Local complications included pancreatic necrosis, acute fluid collections, pseudocyst, acute necrotic collections and walled-off necrosis. Inotropes and colloids were added if the patients failed to respond to crystalloids. All patients were catheterized to monitor the urine output and ascertain the adequacy of resuscitation. Central venous access was obtained for patients who failed to respond to initial resuscitation measures to monitor the central venous pressure and guide further fluid management.

A nasogastric tube was placed for all patients. All patients were kept nil per oral for the first 24 hours. Subsequently, patients were examined daily and enteral feeding by means of a nasogastric tube or orally was initiated as soon as features of ileus resolved.

Patients with pancreatic necrosis who failed to improve were planned for necrosectomy and open drainage. A total of two patients underwent surgical intervention for pancreatic necrosis. Patients with cholelithiasis underwent pre-anesthetic checkup and pre-operative work-up prior to discharge and planned to undergo cholecystectomy after 6 weeks as per institutional protocol.

Facilities for endoscopic retrograde cholangiopancreatography ERCP are not available at our institute. Severity of the disease was evaluated in terms of ICU admission, length of hospital stay, final grade as per Atlanta classification and presence of pancreatic necrosis.

Data were collected prospectively in a Microsoft Excel Database. Categorical variables were expressed as absolute numbers and proportions.

Sensitivity, specificity, positive predictive value pancreatitsi negative predictive value were calculated for each scoring system. AUC values were compared for statistical significance using De Long test. The mean age of patients included in the study was The mean length of stay in the study was 6.

The Radiology Assistant : Pancreas – Acute Pancreatitis

The length of stay for those graded as having mild acute pancreatitis was 5. Based on the highest sensitivity and specificity values generated from the ROC curves, the following cut-offs were selected for further analysis: Predictive value of different scoring systems for pancreatic necrosis, organ failure and ICU admission.

Acute pancreatitis is a common ailment encountered by physicians in emergency departments all over the world. It is critical to identify patients with severe acute pancreatitis who will benefit from early intensive care therapy. In most cases, it is difficult to assess the severity clinically alone.


The mean age of the study population was The higher incidence of gall stone disease and female preponderance in our study as compared to similar studies in other parts of India could be attributed to the higher prevalence of gall stone disease in northern India, where our institute is located [ 1011 ]. All three patients were graded as having severe acute pancreatitis based on Atlanta criteria. The cause of death in all three patients was multiple organ failure.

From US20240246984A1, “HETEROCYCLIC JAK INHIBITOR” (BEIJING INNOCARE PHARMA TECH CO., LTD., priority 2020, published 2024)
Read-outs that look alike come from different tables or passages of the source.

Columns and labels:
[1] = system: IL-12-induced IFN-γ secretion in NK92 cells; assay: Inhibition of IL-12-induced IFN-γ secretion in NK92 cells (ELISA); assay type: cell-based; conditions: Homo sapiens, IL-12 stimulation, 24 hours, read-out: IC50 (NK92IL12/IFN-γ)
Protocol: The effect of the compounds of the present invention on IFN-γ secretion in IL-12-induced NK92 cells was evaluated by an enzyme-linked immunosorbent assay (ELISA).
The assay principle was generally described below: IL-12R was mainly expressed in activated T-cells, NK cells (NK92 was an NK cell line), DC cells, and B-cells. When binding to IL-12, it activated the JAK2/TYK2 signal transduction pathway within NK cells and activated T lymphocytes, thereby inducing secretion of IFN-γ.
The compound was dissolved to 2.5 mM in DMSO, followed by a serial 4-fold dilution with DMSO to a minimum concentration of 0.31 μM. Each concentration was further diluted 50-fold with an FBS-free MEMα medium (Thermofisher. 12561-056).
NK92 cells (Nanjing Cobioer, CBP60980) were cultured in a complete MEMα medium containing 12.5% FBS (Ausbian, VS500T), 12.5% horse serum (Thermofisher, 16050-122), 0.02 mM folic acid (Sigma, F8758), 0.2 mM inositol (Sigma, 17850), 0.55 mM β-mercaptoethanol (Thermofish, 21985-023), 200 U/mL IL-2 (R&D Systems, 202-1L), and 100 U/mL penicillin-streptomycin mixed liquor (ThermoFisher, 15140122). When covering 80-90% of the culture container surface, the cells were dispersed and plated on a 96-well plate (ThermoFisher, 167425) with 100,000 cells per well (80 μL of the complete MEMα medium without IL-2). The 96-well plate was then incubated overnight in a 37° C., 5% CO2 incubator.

Considering the poor availability of CT scanning and ICU facilities in our country, we aimed to compare various prognostic scoring systems, which may aid in decision making regarding which patients need to be referred to a tertiary care center at the earliest. The AUC for modified CTSI was the highest for all the four parameters considered as markers for severity of acute pancreatitis, namely pancreatic necrosis 0. However, it performed poorly compared to these scoring systems in predicting severity and mortality, and contrast enhanced CT was performed within 3 days of onset, which may reduce its sensitivity.

Moreover, the study population was exclusively limited to patients with hyperlipidemic acute pancreatitis. The current study has a few limitations. The sample size is too small to make definitive comparisons amongst the scoring systems. The study population consists mostly of pancreatitis secondary to gall stone disease and therefore no meaningful comparisons can be made amongst the various scoring systems for different etiologies.

Oxford University Press is a department of the University of Oxford. It furthers the University’s objective of excellence in research, scholarship, and education by publishing worldwide. Sign In or Create an Account. Close mobile search navigation Article navigation. Department of Surgery, Pt. Pro- and anti-inflammatory cytokines during acute severe pancreatitis: Parisian Study Group on Acute Pancreatitis.

Classification of acute pancreatitis— Early detection of acute fulminant pancreatitis by contrast-enhanced computed tomography. How do imaging methods influence the surgical strategy in acute pancreatitis?

Comparative evaluation of the modified CT severity index in assessing severity of acute pancreatitis.

CT Severity Index (Pancreatitis) | Calculate by QxMD

Predicting morbidity and mortality in acute pancreatitis in an Indian population: A prospective evaluation of the Bedside Index for Severity in Acute Pancreatitis score in assessing mortality and Intermediate marker of severity in acute pancreatitis. Modified computed tomography severity index for evaluation of acute pancreatitis and its correlation with clinical outcome: A modified CT severity index for evaluating acute pancreatitis: Comparison of existing clinical scoring systems to predict persistent organ failure in patients with acute pancreatitis.

For commercial re-use, please contact journals. Email alerts New issue alert. Receive exclusive offers and updates from Oxford Academic. More on this topic Clinical outcomes and prognostic significance of early vs. Extra-pancreatic complications, especially hemodialysis predict mortality and length of stay, in ICU patients admitted with acute pancreatitis.

Arterial pH, bicarbonate levels and base deficit at presentation as markers of predicting mortality in acute pancreatitis: Inguinoscrotal region as an unusual site of extra-pancreatic collections in infected pancreatic necrosis.